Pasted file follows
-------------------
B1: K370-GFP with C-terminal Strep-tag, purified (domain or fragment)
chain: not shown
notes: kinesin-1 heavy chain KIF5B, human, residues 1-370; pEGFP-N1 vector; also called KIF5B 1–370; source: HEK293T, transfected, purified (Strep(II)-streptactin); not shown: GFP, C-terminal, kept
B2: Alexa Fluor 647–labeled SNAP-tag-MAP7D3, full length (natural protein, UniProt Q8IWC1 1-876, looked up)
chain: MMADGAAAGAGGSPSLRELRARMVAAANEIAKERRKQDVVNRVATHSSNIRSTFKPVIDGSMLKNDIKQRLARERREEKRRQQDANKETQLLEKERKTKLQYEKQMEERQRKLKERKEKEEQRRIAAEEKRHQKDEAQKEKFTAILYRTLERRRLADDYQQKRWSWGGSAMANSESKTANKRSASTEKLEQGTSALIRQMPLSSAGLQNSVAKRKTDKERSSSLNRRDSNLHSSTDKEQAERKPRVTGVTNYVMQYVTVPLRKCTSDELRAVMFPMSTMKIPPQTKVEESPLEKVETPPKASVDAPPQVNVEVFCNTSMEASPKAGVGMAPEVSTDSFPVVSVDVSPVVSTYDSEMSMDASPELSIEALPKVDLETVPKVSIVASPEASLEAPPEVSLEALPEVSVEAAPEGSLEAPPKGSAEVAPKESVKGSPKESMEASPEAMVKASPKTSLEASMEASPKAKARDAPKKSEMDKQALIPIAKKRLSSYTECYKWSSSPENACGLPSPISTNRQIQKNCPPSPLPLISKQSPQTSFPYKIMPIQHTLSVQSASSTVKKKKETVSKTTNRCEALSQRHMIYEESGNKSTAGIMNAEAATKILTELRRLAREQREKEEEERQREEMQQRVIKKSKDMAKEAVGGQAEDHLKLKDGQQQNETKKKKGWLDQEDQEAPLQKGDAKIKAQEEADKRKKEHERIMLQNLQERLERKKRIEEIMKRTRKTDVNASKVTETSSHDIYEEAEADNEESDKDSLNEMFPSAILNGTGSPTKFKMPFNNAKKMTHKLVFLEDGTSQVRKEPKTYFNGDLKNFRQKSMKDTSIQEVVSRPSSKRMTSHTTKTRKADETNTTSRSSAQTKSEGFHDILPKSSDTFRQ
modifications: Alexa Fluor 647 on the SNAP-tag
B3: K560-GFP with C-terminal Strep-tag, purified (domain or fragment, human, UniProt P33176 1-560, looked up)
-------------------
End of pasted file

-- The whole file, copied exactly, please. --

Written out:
B1: K370-GFP with C-terminal Strep-tag, purified (domain or fragment)
chain: not shown
notes: kinesin-1 heavy chain KIF5B, human, residues 1-370; pEGFP-N1 vector; also called KIF5B 1–370; source: HEK293T, transfected, purified (Strep(II)-streptactin); not shown: GFP, C-terminal, kept
B2: Alexa Fluor 647–labeled SNAP-tag-MAP7D3, full length (natural protein, UniProt Q8IWC1 1-876, looked up)
chain: MMADGAAAGAGGSPSLRELRARMVAAANEIAKERRKQDVVNRVATHSSNIRSTFKPVIDGSMLKNDIKQRLARERREEKRRQQDANKETQLLEKERKTKLQYEKQMEERQRKLKERKEKEEQRRIAAEEKRHQKDEAQKEKFTAILYRTLERRRLADDYQQKRWSWGGSAMANSESKTANKRSASTEKLEQGTSALIRQMPLSSAGLQNSVAKRKTDKERSSSLNRRDSNLHSSTDKEQAERKPRVTGVTNYVMQYVTVPLRKCTSDELRAVMFPMSTMKIPPQTKVEESPLEKVETPPKASVDAPPQVNVEVFCNTSMEASPKAGVGMAPEVSTDSFPVVSVDVSPVVSTYDSEMSMDASPELSIEALPKVDLETVPKVSIVASPEASLEAPPEVSLEALPEVSVEAAPEGSLEAPPKGSAEVAPKESVKGSPKESMEASPEAMVKASPKTSLEASMEASPKAKARDAPKKSEMDKQALIPIAKKRLSSYTECYKWSSSPENACGLPSPISTNRQIQKNCPPSPLPLISKQSPQTSFPYKIMPIQHTLSVQSASSTVKKKKETVSKTTNRCEALSQRHMIYEESGNKSTAGIMNAEAATKILTELRRLAREQREKEEEERQREEMQQRVIKKSKDMAKEAVGGQAEDHLKLKDGQQQNETKKKKGWLDQEDQEAPLQKGDAKIKAQEEADKRKKEHERIMLQNLQERLERKKRIEEIMKRTRKTDVNASKVTETSSHDIYEEAEADNEESDKDSLNEMFPSAILNGTGSPTKFKMPFNNAKKMTHKLVFLEDGTSQVRKEPKTYFNGDLKNFRQKSMKDTSIQEVVSRPSSKRMTSHTTKTRKADETNTTSRSSAQTKSEGFHDILPKSSDTFRQ
modifications: Alexa Fluor 647 on the SNAP-tag
B3: K560-GFP with C-terminal Strep-tag, purified (domain or fragment, human, UniProt P33176 1-560, looked up)